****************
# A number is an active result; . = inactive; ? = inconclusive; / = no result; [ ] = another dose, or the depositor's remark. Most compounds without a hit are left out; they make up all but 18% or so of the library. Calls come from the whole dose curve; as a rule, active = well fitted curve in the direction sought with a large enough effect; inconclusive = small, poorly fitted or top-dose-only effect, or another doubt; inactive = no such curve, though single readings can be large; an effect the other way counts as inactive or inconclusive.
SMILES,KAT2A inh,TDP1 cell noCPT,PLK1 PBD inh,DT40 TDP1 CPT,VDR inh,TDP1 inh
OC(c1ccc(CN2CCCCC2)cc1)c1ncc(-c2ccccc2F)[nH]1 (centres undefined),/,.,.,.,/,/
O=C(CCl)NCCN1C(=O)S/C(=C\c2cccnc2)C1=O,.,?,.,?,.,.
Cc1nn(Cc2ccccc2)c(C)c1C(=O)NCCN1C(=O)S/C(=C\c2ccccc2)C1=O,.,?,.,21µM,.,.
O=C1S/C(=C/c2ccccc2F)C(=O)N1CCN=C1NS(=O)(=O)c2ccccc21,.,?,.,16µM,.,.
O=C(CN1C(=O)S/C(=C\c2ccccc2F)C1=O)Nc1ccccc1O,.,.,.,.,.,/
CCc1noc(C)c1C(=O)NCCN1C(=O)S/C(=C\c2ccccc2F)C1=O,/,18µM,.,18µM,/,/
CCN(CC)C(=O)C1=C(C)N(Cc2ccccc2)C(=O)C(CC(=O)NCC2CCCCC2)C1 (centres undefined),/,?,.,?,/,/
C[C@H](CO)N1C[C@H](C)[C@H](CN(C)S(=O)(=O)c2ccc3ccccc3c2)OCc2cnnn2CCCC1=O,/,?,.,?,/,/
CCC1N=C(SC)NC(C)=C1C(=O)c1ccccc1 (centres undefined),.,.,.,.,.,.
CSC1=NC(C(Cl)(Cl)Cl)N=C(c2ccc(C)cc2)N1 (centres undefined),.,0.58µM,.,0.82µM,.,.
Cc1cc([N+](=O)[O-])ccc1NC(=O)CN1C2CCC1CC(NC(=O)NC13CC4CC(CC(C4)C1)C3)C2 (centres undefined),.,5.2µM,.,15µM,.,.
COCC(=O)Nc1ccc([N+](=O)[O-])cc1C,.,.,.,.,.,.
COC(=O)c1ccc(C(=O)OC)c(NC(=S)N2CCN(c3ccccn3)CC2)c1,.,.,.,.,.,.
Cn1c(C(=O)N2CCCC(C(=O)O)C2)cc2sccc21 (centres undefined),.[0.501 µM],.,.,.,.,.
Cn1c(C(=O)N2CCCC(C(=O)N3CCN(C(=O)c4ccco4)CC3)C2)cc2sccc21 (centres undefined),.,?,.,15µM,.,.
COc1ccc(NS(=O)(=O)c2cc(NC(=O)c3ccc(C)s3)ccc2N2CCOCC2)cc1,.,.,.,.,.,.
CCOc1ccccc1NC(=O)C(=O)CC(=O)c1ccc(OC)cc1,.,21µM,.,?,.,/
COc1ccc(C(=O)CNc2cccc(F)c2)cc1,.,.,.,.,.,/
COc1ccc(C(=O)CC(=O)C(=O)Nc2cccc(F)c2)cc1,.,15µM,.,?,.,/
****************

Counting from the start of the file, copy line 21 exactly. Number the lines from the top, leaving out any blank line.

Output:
COc1ccc(C(=O)CC(=O)C(=O)Nc2cccc(F)c2)cc1,.,15µM,.,?,.,/